2dly, What is man as a fallen creature? Man, even in his beft eftate, is altogether vanity before God: what then is he in his worst estate? “God planted him a noble vine, but he is become the degenerate plant of a strange vine." Let us consider what he is in this respect : a creature he is indeed; buc then he is the worst of all creatures through fin; for if we search out his character from the record of God, we shall find him described, 1. To be a diseased creature, over-run with a loathesome leprosy, from the crown of the head to the fole of the foot: the disease of fin has invaded the very vitals, insomuch that the very mind and conscience is defiled and wasted, &c. Hence it follows, 2. That man, fallen man, is become an ugly and a loathesome creature, Job xv. 16. “ How much more abominable and filthy is man, which drinketh ini. quity like water? Sin is called the abominable thing that God's soul hatęs. Oh! how abominable then is man, who is nothing else than a mass of sin, a compound of all manner of iniquity ? 3. What is man? He is an impotent and a helpless creature, without strength, “ like the helpless infant cast out into the open field,” Ezek. xvi. Men may talk of the power of nature, and of their ability to convert and turn themselves, as they have a-mind; but, if we believe the Spirit of God, speaking by the Son of God, he will tell us that “no man can come unto him, except the Father who sent him draw him.”. What can a new-born infant do for its own help, cait out into the open field? Of all creatures it is the moft helpless and impotent; and yet this is man's condition in his natural state. 4. What is man? Why, the Spirit of God will tell you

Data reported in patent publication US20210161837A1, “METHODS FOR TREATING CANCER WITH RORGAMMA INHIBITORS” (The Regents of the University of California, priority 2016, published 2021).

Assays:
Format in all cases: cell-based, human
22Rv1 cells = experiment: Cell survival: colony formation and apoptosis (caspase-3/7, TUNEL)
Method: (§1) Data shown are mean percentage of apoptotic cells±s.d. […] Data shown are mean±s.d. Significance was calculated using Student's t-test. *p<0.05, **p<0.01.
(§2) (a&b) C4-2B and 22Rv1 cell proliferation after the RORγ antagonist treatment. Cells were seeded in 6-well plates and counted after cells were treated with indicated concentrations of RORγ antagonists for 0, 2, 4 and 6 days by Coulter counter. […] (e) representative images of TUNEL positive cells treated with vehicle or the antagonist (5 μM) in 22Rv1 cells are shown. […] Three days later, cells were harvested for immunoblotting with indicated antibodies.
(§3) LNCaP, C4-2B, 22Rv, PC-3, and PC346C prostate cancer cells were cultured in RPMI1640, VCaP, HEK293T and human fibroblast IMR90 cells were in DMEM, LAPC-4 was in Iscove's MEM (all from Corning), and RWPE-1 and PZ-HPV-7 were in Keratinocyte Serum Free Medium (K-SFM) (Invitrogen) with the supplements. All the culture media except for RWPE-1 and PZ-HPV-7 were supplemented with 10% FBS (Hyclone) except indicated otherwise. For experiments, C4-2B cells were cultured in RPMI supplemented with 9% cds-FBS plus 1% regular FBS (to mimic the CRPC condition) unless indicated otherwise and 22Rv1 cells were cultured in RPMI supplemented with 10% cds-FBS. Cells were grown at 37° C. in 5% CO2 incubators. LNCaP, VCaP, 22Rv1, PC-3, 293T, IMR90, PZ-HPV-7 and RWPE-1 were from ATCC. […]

that he is a rebellious creature; that he has lifted up arms against his great Lord; broken his allegiance to God, and joined in a confederacy with the devil against God. With proud Pharaoh, “ we have disowned God, saying, Who is the Lord, that I should obey him ?" Numb. xx. 10. “ Hear now,'ye rebels, must we fetch you water out of this rock?" &c. 5. What is man, fallen man? Why, he is a condemned creature, under sentence from the great Judge of heaven and earth : “ He that believeth not is condemned already, and the wrath of God abideth on him," &c. Condemned by God, condemned by the law, condemned by conscience, &c. 6. What is man, fallen man? Why he is a noxious and a hurtful creature ; (he has hurt the creation of God; “ Cursed is the ground for thy lake,” says the Lord to Adam); a cumberer of the ground; “ Yea, the whole creation groaneth and travaileth in pain, under the burden of his fin." 7. He is a noisome creature, that hath a filthy smell in the nostrils of God, angels, and saints; and therefore compared to the stench of a green opened grave, that is ready to raise the peftulence : “ Their throat (lays David, speaking of the wicked)